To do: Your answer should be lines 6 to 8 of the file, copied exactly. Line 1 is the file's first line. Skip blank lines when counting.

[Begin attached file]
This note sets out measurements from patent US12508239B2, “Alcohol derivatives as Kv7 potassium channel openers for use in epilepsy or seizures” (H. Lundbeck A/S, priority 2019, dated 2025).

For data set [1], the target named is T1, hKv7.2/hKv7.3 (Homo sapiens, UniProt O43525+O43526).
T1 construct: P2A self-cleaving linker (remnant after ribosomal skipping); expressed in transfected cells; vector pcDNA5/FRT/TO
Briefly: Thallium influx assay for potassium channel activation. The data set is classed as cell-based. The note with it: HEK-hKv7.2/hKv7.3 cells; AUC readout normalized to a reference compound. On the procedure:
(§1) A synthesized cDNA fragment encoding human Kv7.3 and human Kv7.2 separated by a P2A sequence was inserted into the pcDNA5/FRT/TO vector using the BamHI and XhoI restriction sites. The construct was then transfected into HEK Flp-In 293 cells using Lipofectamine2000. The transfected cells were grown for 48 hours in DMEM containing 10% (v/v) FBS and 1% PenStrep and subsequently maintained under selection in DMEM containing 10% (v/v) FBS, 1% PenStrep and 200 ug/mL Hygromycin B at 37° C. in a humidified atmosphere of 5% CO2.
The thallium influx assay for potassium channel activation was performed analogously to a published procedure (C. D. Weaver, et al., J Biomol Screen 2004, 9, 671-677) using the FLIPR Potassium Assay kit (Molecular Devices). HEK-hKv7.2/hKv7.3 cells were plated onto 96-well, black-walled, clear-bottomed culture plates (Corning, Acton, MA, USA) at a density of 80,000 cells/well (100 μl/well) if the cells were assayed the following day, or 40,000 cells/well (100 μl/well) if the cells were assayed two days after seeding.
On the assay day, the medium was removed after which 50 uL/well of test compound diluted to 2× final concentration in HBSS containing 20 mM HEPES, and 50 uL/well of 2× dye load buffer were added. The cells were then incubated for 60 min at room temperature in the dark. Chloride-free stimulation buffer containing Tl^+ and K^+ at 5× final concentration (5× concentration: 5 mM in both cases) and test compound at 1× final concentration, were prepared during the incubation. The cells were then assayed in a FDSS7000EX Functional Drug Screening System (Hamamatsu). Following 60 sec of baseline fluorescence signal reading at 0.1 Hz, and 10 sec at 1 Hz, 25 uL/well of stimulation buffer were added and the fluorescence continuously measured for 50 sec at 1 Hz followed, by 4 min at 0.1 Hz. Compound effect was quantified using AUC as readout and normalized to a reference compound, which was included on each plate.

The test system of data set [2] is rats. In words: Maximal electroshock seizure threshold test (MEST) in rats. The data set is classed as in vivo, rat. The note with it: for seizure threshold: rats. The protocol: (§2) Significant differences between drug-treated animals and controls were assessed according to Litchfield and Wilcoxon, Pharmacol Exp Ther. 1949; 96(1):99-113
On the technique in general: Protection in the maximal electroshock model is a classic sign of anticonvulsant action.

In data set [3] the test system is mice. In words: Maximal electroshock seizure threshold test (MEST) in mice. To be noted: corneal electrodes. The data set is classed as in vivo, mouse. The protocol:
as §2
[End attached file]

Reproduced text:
The thallium influx assay for potassium channel activation was performed analogously to a published procedure (C. D. Weaver, et al., J Biomol Screen 2004, 9, 671-677) using the FLIPR Potassium Assay kit (Molecular Devices). HEK-hKv7.2/hKv7.3 cells were plated onto 96-well, black-walled, clear-bottomed culture plates (Corning, Acton, MA, USA) at a density of 80,000 cells/well (100 μl/well) if the cells were assayed the following day, or 40,000 cells/well (100 μl/well) if the cells were assayed two days after seeding.
On the assay day, the medium was removed after which 50 uL/well of test compound diluted to 2× final concentration in HBSS containing 20 mM HEPES, and 50 uL/well of 2× dye load buffer were added. The cells were then incubated for 60 min at room temperature in the dark. Chloride-free stimulation buffer containing Tl^+ and K^+ at 5× final concentration (5× concentration: 5 mM in both cases) and test compound at 1× final concentration, were prepared during the incubation. The cells were then assayed in a FDSS7000EX Functional Drug Screening System (Hamamatsu). Following 60 sec of baseline fluorescence signal reading at 0.1 Hz, and 10 sec at 1 Hz, 25 uL/well of stimulation buffer were added and the fluorescence continuously measured for 50 sec at 1 Hz followed, by 4 min at 0.1 Hz. Compound effect was quantified using AUC as readout and normalized to a reference compound, which was included on each plate.

The test system of data set [2] is rats. In words: Maximal electroshock seizure threshold test (MEST) in rats. The data set is classed as in vivo, rat. The note with it: for seizure threshold: rats. The protocol: (§2) Significant differences between drug-treated animals and controls were assessed according to Litchfield and Wilcoxon, Pharmacol Exp Ther. 1949; 96(1):99-113